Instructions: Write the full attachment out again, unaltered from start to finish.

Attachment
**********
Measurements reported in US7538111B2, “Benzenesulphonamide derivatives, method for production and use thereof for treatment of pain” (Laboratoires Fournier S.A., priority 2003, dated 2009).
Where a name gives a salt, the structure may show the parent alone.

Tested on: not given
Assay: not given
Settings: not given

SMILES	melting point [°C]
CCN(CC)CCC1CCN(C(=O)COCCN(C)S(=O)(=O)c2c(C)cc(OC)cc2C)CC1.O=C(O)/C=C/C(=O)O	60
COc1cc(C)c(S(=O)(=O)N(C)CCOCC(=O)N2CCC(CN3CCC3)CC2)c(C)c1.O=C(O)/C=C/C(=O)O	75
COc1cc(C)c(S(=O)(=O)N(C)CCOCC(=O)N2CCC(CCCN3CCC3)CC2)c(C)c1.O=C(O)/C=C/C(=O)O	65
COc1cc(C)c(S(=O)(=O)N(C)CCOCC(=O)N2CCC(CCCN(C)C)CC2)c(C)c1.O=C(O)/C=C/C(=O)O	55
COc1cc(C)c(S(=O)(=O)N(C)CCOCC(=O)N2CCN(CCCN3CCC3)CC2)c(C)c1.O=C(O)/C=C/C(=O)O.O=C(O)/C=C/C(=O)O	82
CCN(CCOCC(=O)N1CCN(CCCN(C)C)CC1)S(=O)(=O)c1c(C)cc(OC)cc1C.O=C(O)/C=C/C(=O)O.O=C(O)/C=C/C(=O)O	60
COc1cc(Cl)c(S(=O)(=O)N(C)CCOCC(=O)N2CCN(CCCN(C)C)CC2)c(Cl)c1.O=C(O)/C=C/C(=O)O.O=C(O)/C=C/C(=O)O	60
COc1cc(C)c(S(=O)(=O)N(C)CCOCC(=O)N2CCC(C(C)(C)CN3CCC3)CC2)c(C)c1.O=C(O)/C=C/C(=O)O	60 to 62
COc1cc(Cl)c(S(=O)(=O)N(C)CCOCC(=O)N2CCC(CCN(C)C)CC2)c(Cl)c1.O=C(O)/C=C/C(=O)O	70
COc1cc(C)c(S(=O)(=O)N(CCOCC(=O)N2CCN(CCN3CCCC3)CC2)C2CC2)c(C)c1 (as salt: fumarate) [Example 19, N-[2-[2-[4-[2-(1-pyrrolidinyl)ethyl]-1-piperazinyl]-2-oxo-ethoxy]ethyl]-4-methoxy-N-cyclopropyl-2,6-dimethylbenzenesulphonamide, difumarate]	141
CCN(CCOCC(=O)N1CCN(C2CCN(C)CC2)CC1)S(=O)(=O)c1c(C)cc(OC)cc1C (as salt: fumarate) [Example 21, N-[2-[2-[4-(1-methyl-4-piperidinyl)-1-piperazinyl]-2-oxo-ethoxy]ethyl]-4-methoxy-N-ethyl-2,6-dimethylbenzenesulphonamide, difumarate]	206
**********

Measurements reported in US7538111B2, “Benzenesulphonamide derivatives, method for production and use thereof for treatment of pain” (Laboratoires Fournier S.A., priority 2003, dated 2009).
Where a name gives a salt, the structure may show the parent alone.

Tested on: not given
Assay: not given
Settings: not given

SMILES	melting point [°C]
CCN(CC)CCC1CCN(C(=O)COCCN(C)S(=O)(=O)c2c(C)cc(OC)cc2C)CC1.O=C(O)/C=C/C(=O)O	60
COc1cc(C)c(S(=O)(=O)N(C)CCOCC(=O)N2CCC(CN3CCC3)CC2)c(C)c1.O=C(O)/C=C/C(=O)O	75
COc1cc(C)c(S(=O)(=O)N(C)CCOCC(=O)N2CCC(CCCN3CCC3)CC2)c(C)c1.O=C(O)/C=C/C(=O)O	65
COc1cc(C)c(S(=O)(=O)N(C)CCOCC(=O)N2CCC(CCCN(C)C)CC2)c(C)c1.O=C(O)/C=C/C(=O)O	55
COc1cc(C)c(S(=O)(=O)N(C)CCOCC(=O)N2CCN(CCCN3CCC3)CC2)c(C)c1.O=C(O)/C=C/C(=O)O.O=C(O)/C=C/C(=O)O	82
CCN(CCOCC(=O)N1CCN(CCCN(C)C)CC1)S(=O)(=O)c1c(C)cc(OC)cc1C.O=C(O)/C=C/C(=O)O.O=C(O)/C=C/C(=O)O	60
COc1cc(Cl)c(S(=O)(=O)N(C)CCOCC(=O)N2CCN(CCCN(C)C)CC2)c(Cl)c1.O=C(O)/C=C/C(=O)O.O=C(O)/C=C/C(=O)O	60
COc1cc(C)c(S(=O)(=O)N(C)CCOCC(=O)N2CCC(C(C)(C)CN3CCC3)CC2)c(C)c1.O=C(O)/C=C/C(=O)O	60 to 62
COc1cc(Cl)c(S(=O)(=O)N(C)CCOCC(=O)N2CCC(CCN(C)C)CC2)c(Cl)c1.O=C(O)/C=C/C(=O)O	70
COc1cc(C)c(S(=O)(=O)N(CCOCC(=O)N2CCN(CCN3CCCC3)CC2)C2CC2)c(C)c1 (as salt: fumarate) [Example 19, N-[2-[2-[4-[2-(1-pyrrolidinyl)ethyl]-1-piperazinyl]-2-oxo-ethoxy]ethyl]-4-methoxy-N-cyclopropyl-2,6-dimethylbenzenesulphonamide, difumarate]	141
CCN(CCOCC(=O)N1CCN(C2CCN(C)CC2)CC1)S(=O)(=O)c1c(C)cc(OC)cc1C (as salt: fumarate) [Example 21, N-[2-[2-[4-(1-methyl-4-piperidinyl)-1-piperazinyl]-2-oxo-ethoxy]ethyl]-4-methoxy-N-ethyl-2,6-dimethylbenzenesulphonamide, difumarate]	206